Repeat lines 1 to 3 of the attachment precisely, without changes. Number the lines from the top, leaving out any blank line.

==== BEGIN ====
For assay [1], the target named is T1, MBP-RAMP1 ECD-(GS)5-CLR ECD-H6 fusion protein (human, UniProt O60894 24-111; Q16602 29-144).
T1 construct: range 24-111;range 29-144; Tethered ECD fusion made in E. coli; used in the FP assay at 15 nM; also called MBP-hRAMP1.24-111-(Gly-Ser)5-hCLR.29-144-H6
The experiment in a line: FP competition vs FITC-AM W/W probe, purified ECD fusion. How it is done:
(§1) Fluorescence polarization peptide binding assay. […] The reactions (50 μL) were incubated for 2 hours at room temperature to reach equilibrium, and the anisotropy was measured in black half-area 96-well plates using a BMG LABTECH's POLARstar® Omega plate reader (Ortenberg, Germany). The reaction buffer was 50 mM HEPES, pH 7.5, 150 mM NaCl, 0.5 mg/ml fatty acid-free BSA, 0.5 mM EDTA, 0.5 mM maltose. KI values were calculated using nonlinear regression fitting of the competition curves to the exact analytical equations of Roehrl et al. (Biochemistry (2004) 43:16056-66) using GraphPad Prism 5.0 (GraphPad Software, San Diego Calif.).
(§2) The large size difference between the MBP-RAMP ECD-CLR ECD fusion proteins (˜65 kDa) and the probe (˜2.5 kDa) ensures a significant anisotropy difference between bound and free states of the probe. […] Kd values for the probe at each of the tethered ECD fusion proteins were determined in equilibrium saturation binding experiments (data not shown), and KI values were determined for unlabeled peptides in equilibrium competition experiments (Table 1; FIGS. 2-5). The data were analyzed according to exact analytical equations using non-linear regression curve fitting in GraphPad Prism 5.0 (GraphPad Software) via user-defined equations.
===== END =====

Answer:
For assay [1], the target named is T1, MBP-RAMP1 ECD-(GS)5-CLR ECD-H6 fusion protein (human, UniProt O60894 24-111; Q16602 29-144).
T1 construct: range 24-111;range 29-144; Tethered ECD fusion made in E. coli; used in the FP assay at 15 nM; also called MBP-hRAMP1.24-111-(Gly-Ser)5-hCLR.29-144-H6
The experiment in a line: FP competition vs FITC-AM W/W probe, purified ECD fusion. How it is done: